Making the first move is always a bit scary, whether you're travelling or trying to meet your future wife, but sometimes you just have to bite the bullet. After ten days of being on holiday in Playa del Carmen, which we spent getting over jet lag, learning to dive and trying to acclimatise to the tropical fug, we finally decided to hit the road for the first bit of real travelling on this trip.
As this was our first step into the unknown for a very long time, we took it very slowly, particularly as Peta's bout of swimmer's ear is really getting on her nerves (though it's now under attack from some Mexican antibiotic ear drops, so its days are numbered). Just down the coast from Playa is the town of Tulum, which is home to some famous Mayan ruins perched right there on the shore, so we thought we'd give ourselves an easy checklist for the day: get out of Playa, get to Tulum, find somewhere to stay and pat ourselves on the back, leaving the ruins themselves for the following day.
I'm not doing that well at acclimatising to the thick blanket of tropical air that smothers this part of the world, so while tossing and turning in damp sheets last night, I got myself in a bit of a nervous twitch about leaving the cocoon of our Playa hotel, even though deep down I knew there was nothing to worry about. In the event the hardest thing about getting started was packing everything up again after a week and a half of slouching in our room, but we managed to get it together and checked out of the hotel at a reasonable hour, before taking a slow stroll down Avenue Quinta towards the bus station, weighed down by full packs and scorching sunshine.
By this point we'd simply started ignoring the touts, who'd been getting on our nerves for a good week or so; some of them had started turning a bit nasty, I felt, which is rarely a good trait in successful salesmen, and indeed, they hadn't been remotely successful, because our reactions had morphed from politely saying 'No gracias, no quiero comprar un sombrero' ('No thanks, I don't want to buy a sombrero') to us glaring at them as they tried to claim that hey, they'd already met us and didn't we remember them (they hadn't and we didn't) and would we like a ferry ticket to Cozumel (no, we wouldn't) and why were we ignoring them (so we stopped ignoring them and told the muppets where they could stick it).
So it was a relief to turn into Calle 2 and up to the colectivo stand, away from the imbeciles on main street. We'd decided to go local and try getting a shared taxi instead of the bus, as this is how the locals tend to get around. Colectivos are the spiritual cousins of Indonesia's bemos and West Africa's bush taxis; they are small minibuses that wait around until they fill up with passengers, and then they head off to their destination, dropping people off as they go and picking more people up en route. In Indonesia the bemos are an exercise in wide-eyed madness, with the ticket boys screaming out the destination at anyone and everyone as passengers pile on top of each other, while the driving skills make your eyes pop out on stalks, and not just from the G-forces. The West African bush taxi, on the other hand, can take hours to fill up, and may only make it a few minutes into the journey before the first tyre blows, followed by the second, and eventually followed by the whole thing careering off the road altogether.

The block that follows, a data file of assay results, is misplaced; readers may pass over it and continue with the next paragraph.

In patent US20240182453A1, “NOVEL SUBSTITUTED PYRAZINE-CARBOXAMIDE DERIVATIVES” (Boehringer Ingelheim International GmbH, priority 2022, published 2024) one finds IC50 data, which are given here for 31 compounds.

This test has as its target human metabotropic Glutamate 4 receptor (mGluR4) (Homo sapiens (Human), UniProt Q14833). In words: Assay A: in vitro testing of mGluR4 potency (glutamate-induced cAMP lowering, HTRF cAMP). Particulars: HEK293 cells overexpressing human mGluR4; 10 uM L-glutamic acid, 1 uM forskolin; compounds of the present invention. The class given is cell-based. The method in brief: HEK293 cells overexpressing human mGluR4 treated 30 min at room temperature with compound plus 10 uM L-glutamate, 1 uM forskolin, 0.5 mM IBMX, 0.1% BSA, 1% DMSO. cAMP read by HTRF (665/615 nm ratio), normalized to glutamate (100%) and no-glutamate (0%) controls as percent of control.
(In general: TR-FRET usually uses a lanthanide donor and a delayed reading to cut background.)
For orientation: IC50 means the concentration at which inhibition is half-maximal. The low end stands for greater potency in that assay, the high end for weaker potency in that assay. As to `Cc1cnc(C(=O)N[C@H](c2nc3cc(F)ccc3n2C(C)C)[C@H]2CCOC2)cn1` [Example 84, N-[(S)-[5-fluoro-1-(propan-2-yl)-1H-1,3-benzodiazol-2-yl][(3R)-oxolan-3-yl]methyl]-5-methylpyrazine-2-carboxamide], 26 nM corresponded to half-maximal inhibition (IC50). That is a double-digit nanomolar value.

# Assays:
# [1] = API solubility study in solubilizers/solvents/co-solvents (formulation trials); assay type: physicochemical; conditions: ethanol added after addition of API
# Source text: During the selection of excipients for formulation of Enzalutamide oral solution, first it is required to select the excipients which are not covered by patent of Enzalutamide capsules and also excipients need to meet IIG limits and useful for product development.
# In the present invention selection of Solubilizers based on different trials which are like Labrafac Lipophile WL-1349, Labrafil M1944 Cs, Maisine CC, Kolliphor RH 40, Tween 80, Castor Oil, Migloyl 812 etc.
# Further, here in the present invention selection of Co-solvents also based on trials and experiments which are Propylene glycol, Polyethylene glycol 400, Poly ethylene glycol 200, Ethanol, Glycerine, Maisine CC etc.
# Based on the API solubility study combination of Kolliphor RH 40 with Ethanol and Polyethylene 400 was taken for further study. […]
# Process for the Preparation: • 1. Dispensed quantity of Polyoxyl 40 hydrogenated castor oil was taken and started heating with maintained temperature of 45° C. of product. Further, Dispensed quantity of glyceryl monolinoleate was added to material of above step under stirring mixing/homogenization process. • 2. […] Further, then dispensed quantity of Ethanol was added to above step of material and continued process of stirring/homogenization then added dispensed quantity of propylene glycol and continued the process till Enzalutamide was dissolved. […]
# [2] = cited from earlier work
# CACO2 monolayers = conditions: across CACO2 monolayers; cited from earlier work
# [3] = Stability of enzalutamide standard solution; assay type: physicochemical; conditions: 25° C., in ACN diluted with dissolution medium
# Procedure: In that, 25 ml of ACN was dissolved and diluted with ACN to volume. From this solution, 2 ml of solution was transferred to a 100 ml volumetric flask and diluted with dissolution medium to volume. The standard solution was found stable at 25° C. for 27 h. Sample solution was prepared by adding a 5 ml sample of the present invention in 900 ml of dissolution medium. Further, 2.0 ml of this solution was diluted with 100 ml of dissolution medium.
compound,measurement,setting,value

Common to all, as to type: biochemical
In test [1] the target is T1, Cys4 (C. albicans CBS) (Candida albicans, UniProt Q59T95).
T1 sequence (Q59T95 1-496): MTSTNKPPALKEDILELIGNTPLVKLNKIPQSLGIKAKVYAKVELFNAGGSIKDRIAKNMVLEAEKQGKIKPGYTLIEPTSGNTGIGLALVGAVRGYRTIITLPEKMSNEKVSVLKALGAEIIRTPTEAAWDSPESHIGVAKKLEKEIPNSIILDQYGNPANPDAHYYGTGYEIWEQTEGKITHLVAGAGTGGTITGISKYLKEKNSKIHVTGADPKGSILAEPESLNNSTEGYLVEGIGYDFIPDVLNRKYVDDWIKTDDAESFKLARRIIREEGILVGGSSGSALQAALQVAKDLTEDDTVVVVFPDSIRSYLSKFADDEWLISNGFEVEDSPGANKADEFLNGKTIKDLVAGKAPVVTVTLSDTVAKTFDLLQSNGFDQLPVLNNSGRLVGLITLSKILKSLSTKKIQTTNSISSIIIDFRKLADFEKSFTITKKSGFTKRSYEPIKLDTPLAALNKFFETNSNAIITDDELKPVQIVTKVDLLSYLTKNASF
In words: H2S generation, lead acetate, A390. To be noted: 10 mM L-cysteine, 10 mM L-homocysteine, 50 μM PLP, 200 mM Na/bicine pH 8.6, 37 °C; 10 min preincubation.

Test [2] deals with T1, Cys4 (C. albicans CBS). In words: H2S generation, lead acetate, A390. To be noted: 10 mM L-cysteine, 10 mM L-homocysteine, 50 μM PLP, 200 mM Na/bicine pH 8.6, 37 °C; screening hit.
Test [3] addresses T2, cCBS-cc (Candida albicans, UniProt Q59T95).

Mexican colectivos, though, are amazingly civilised (or they are in the Yucatán, anyway). Instead of sharing our minibus with the world and his wife and his chicken and his goat, we enjoyed an air-conditioned ride in a smoothly running, almost new vehicle, with one person per comfortable seat, gentle opera on the music system and an almost instant departure: we simply walked up to the colectivo stand, said 'Tulum' when the man looked at us, and followed his finger when he pointed out two empty seats in an almost full minibus. During the 45-minute journey a few people yelled out when they reached their stop – colectivos will stop anywhere, you just have to shout – and then the driver slammed on the brakes as hard as he could, throwing everyone into the back of the seat in front, but that was about as adventurous as the driving got. Sure, the journey from Playa to Tulum is a simple straight line down the highway, so perhaps it isn't the best route for the driver to show off his video-game skills, but I was still impressed at how safe it all felt. We will, no doubt, look back on this journey with dewey-eyed fondness once we've been through the ringer of Latin American chicken-bus journeys, but for now it's a rather civilised thumbs up.
We arrived in Tulum to find that the hotel we'd earmarked in the guidebook had moved a few blocks along the road, and after a rather hot and sticky walk we also found out that they were full, but there were plenty of other hotels along the main road in Tulum, so we picked another from the book that was nearby, found a nice little room for 500 pesos a night (about £25) and dumped our bags. 'Mission accomplished,' we thought, and settled down to do pretty much nothing for the rest of the day, while Peta's ears healed up and I silently celebrated leaping over the first psychological barrier of our trip. It might only be a short 45-minute journey, but we have demonstrated that we can independently move from one place to another, and that's essentially all you need to do if you want to travel from Mexico to Brazil in a year – you just have to keep doing it.
So that's one small step in the bag; only another hundred or so to go, though first we've got some Mayan ruins to explore...